I was rummaging around again in my archive of old columns from the mid-1990s that never appeared online anywhere, and I found one, from December 1996, that shows the current CRT/”anti-racism” claptrap was rapidly gaining ground way back then:
Still Trendier Than Thou: The Joy of Guilt-Mongering
Nearly 20 years ago the late Paul Seabury of U.C. Berkeley wrote a sprightly feature article in Harper’s magazine about the Episcopal Church entitled “Trendier Than Thou.” Seabury was a decendant of Samuel Seabury, the first Episcopal Bishop in the United States in the 1770s. So he was well-placed to comment on the secular leftward drift of the Episcopal Church that included the Bishop of San Francisco’s Grace Cathedral admonishing his worshippers for being “on the side of the greater evils of racism, militarism, and imperialism.”
Fast forward to 1996, and it appears that little has changed. The mail brings a copy of the Episcopal Church’s 137-page “Resource For a National Dialogue on Anti-Racism,” which it is encouraging parishes to use to observe Martin Luther King Day on January 20. Racial division is of course a serious subject, and religious denominations, more than government, are suited to take a pre-eminent role in alleviating such divisions. Which makes all the more disappointing the relentless political correctness of the Episcopalian document.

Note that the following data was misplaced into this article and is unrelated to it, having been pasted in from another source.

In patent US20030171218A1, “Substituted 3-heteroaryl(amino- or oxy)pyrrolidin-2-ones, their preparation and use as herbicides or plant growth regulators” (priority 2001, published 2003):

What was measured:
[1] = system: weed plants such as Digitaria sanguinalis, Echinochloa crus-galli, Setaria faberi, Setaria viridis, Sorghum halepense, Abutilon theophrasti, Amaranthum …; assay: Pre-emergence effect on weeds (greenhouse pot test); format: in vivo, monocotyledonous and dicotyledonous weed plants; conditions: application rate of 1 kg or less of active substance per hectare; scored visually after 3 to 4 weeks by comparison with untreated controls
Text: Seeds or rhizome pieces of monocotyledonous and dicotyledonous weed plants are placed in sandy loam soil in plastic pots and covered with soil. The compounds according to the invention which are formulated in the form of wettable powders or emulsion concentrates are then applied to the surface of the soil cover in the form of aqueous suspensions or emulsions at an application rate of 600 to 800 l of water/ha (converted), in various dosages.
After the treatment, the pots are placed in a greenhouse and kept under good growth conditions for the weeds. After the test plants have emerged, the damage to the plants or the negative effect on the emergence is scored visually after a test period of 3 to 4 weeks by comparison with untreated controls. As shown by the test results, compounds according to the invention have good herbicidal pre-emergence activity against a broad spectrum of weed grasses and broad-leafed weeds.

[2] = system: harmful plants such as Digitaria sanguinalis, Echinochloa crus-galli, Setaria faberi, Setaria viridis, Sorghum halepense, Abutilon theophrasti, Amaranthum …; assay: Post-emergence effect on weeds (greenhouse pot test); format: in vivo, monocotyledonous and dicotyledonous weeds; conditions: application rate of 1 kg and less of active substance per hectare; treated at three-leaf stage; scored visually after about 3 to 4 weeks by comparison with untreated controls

For example, the report offers as an example of sexist bigotry “the belief that women should be barred from locker rooms at men’s sporting events.” (What about men being barred from women’s locker rooms at women’s sporting events, or better yet, fashion shows? The report is silent.) But most of the report is less amusing. It equates racism with “social power.” In other words, it is a problem caused by whites.
The report beats its breast about environmental racism and church burnings, and suggests that a law be passed requiring that one hospital be built for every prison that is built. The report goes to great lengths to defend Louis Farrakhan, and fails even to acknowledge his anti-Semitic rants. The most serious offense of the report is that it trivializes genuine racism by lumping it together with “ageism, ableism, classism,” and even “militarism,” just to prove the 60s aren’t dead yet.
At this point one begins to suspect that schadenfreude is at work. The authors of this report are clearly giddy about church burnings and episodes of bigotry. Like the anti-war movement after Vietnam, their life would be devoid of meaning if racial tension actually subsided. There is no greater joy than guilt-mongering.
Paul Seabury warned in his 1978 Harper’s article that “the world of the spirit, like that of nature, abhors a vacuum. . . Once a spiritual order becomes the auxiliary of a secular Zeitgeist, it loses even the utility it professes as its justification. . .”